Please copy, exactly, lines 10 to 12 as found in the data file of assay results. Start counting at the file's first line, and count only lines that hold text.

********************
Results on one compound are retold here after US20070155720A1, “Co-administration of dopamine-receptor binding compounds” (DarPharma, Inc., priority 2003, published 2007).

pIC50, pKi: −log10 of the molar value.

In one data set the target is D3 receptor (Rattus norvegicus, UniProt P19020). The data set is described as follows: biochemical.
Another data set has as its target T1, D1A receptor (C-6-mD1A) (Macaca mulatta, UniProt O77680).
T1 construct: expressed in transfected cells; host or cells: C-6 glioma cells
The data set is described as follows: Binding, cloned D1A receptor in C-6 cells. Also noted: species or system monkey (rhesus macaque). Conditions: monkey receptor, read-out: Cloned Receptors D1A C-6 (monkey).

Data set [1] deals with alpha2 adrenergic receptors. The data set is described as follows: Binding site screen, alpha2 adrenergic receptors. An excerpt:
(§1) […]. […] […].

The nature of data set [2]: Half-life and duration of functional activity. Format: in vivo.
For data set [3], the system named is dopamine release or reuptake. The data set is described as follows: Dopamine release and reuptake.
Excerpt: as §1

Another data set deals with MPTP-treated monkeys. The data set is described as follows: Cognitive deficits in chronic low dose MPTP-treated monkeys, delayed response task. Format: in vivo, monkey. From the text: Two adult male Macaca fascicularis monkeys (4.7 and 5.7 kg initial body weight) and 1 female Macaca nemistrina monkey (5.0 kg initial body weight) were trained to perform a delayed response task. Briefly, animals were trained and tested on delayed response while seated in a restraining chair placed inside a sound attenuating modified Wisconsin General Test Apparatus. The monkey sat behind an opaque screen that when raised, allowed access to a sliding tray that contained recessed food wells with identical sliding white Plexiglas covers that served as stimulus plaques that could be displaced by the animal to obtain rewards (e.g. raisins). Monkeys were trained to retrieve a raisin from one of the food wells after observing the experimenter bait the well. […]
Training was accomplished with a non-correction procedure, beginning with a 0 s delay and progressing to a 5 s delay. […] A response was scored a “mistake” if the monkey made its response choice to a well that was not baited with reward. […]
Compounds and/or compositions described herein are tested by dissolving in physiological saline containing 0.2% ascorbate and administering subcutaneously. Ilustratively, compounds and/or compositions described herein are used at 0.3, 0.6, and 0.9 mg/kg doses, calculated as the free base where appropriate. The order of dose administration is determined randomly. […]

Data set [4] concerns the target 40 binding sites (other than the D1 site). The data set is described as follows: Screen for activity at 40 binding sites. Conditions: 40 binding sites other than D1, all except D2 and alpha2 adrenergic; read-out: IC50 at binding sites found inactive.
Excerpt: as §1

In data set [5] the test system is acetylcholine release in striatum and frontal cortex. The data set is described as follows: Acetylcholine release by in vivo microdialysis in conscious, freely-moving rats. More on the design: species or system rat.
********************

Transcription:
For data set [3], the system named is dopamine release or reuptake. The data set is described as follows: Dopamine release and reuptake.
Excerpt: as §1

Another data set deals with MPTP-treated monkeys. The data set is described as follows: Cognitive deficits in chronic low dose MPTP-treated monkeys, delayed response task. Format: in vivo, monkey. From the text: Two adult male Macaca fascicularis monkeys (4.7 and 5.7 kg initial body weight) and 1 female Macaca nemistrina monkey (5.0 kg initial body weight) were trained to perform a delayed response task. Briefly, animals were trained and tested on delayed response while seated in a restraining chair placed inside a sound attenuating modified Wisconsin General Test Apparatus. The monkey sat behind an opaque screen that when raised, allowed access to a sliding tray that contained recessed food wells with identical sliding white Plexiglas covers that served as stimulus plaques that could be displaced by the animal to obtain rewards (e.g. raisins). Monkeys were trained to retrieve a raisin from one of the food wells after observing the experimenter bait the well. […]